Stepping into March 20: Today and 50 Years Ago

We took some significant steps today, my daughter and I. We visited the university that she has dreamed of attending since she was five years old, and it’s no longer just a dream. She’s been admitted as a student for the class of 2022. All she has to do is accept the offer and officially register.

It’s a big step. A step that will change her life, and I’m thrilled at the world of opportunities opening up for her as she leaves childhood behind and begins her transition to adulthood. I’d be lying if I didn’t admit to some sadness, too. It’s a bittersweet time.

Her dad and I made the same journey at her age. My parents worked and saved for my whole childhood to provide a college education for my brother and me, and it’s what I’m most grateful for. It’s a chance my mom never took, and one that came late for my dad.

It was not lost on me today, as my daughter and I walked across the urban campus with dozens of other wide-eyed high school seniors, that on this very same day 50 years ago, my dad also took a step. A step that would change his life.

Instead of a college campus, however, he was walking his 19-year-old feet across a beach looking for the North Vietnamese army. Among the picturesque white sand dunes, speckled with palm trees, his platoon found a stash of backpacks and supplies.

“Third platoon, send a squad to check that stash!” yelled his captain.

Dad took four of his men with him. He knew the risks and they took each step with great care.

It wasn’t enough.

Hidden in the sand, beneath the stash, was a landmine, and Dad took the unlucky step that triggered it. He heard the click and said he felt time pause long enough to know what was about to happen.

“I thought I was dead,” he wrote decades later in an article for the Portland Oregonian newspaper, where I learned — for the first time, along with thousands of other readers — exactly what happened to him on March 20, 1968.

Dad lost his legs in an explosion that catapulted him into the air and then sent him careening back toward the sand. He landed head first.

His buddies pulled him out and loaded him into a Medivac chopper.

“Weeks later, I wished I had died,” he said after both of his legs were amputated. “The pain was fierce and unrelenting.”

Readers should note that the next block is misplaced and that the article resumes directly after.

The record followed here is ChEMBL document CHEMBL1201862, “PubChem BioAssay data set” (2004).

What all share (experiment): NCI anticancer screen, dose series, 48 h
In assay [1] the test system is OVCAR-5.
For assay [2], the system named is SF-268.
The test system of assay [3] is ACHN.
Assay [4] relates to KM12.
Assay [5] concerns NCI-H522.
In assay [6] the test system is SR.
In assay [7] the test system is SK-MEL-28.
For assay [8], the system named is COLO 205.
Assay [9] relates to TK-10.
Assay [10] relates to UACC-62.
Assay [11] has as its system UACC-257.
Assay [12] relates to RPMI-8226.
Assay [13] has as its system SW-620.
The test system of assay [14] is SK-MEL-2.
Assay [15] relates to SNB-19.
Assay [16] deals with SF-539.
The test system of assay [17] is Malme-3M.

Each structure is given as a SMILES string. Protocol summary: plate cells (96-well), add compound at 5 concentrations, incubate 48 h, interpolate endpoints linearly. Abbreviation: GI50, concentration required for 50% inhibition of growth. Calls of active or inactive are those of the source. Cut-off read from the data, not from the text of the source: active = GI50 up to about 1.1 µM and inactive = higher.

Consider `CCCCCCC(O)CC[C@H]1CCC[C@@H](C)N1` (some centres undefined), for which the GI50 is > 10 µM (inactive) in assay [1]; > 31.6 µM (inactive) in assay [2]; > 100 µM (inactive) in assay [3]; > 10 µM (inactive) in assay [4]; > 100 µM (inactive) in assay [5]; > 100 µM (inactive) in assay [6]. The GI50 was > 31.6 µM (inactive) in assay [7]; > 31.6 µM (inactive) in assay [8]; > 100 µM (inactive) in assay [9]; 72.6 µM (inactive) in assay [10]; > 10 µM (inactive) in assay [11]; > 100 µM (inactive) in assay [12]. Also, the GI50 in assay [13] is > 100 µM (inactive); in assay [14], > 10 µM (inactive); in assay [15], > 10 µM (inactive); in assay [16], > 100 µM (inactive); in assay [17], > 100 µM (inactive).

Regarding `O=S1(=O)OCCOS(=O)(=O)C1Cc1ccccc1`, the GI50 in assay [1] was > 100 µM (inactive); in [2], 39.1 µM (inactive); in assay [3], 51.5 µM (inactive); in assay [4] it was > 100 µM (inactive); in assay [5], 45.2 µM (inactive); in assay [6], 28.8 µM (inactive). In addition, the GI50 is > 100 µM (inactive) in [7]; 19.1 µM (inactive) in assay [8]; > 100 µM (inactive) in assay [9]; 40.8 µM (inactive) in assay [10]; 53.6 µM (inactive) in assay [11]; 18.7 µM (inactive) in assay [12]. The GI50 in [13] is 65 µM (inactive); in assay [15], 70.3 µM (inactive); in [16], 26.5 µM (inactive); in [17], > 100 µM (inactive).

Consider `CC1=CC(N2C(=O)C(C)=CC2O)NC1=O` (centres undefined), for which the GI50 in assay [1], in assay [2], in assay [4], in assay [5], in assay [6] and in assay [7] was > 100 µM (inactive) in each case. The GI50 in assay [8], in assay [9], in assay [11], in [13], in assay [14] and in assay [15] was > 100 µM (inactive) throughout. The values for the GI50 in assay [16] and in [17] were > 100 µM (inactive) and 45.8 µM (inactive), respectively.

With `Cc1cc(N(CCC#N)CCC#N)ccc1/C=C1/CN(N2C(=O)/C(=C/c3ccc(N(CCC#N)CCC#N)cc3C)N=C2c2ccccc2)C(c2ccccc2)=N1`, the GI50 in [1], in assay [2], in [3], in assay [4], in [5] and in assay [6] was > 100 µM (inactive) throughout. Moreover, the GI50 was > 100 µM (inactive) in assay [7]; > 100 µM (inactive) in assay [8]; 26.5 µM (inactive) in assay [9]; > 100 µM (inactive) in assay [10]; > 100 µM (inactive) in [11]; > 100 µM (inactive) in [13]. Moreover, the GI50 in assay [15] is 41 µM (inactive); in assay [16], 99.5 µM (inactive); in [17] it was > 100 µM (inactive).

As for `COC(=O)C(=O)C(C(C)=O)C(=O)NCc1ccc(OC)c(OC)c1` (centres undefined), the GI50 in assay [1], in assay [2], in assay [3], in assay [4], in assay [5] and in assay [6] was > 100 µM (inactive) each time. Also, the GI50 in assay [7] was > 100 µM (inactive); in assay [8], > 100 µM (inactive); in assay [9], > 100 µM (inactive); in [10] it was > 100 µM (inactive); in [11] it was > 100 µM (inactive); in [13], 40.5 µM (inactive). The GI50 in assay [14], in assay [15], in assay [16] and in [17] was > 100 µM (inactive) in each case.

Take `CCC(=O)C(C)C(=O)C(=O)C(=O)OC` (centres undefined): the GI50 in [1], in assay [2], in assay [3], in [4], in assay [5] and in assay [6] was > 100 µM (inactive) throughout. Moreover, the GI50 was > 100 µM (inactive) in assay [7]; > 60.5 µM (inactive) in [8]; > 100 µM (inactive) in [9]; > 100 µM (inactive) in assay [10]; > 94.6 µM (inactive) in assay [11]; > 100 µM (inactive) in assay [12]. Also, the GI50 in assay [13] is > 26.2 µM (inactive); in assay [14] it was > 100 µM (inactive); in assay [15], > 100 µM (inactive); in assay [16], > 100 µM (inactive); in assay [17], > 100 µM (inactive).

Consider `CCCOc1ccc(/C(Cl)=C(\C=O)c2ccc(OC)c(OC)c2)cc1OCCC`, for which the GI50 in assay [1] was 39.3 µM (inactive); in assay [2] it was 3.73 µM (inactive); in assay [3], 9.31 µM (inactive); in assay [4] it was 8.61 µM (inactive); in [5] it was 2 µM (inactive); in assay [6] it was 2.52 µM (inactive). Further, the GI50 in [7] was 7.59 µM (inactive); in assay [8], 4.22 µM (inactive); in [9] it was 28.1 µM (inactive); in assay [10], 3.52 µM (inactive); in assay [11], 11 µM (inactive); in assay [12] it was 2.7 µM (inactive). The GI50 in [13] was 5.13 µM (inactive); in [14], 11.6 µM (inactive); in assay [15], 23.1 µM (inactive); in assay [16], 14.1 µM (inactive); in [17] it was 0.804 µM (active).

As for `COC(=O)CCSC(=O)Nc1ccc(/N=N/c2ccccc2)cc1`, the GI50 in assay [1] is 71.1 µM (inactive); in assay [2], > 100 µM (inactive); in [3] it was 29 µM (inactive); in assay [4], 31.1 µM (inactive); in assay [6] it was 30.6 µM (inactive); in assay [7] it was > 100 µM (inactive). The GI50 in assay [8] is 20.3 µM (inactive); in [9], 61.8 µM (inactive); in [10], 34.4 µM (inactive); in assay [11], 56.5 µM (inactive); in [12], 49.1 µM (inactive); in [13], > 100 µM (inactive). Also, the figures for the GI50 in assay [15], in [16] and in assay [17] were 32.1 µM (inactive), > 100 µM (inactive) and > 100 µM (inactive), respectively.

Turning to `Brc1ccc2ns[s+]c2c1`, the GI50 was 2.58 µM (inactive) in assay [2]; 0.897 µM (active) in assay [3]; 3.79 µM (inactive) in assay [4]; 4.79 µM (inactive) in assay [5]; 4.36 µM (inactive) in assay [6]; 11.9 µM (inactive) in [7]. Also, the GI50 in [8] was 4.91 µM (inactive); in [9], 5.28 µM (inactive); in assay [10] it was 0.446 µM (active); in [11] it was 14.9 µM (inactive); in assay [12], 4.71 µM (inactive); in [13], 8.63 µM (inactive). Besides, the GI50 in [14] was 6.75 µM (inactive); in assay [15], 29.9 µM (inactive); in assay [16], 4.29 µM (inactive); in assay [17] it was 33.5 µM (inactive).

At the same time the man who would become my Dad was serving in Hell, and recovering from his injuries, the college campus we walked across today, was likely filled with students protesting our nation’s involvement in Vietnam. Many of the protesters blamed the boys fighting the war as much as the government who sent them. Dad felt their vitriol when he came home.

He was just an innocent farm boy who had the misfortune of not being able to afford college. He served his country the same way as his uncles did in World War II. In fact, he was sworn into the Army on the 25th anniversary of the attack on Pearl Harbor. He felt it was his duty.

Years later, he knew his country had betrayed him.

Dad finally did get his chance to go to college. It was his dream and he fought for it. He rolled across campus instead of walked, and supported two young children and a wife while doing so. Dad was a hero in more ways than one.

Today, I straddled the decades. I remembered Dad and the quiet pride I knew he must have felt when he graduated from college. I remembered the way he beamed at me on the day I graduated from college a mere 15 years later, and I thought of how thrilled he’d be today about his granddaughter continuing the tradition he began. Dad was the first person in his family to graduate from college.

It’s a legacy to be proud of.

“I was a gentle draftee with dreams and plans for life,” he wrote. “Sometimes I wonder what I might have become if it weren’t for the war.”

Thank God, and God willing, none of the students I met today will have to wonder the same.

Go, seize your future kids. And thank a Vet — or in my daughter’s case, Grandpa — for the opportunity.

 

 

 

 

 

 

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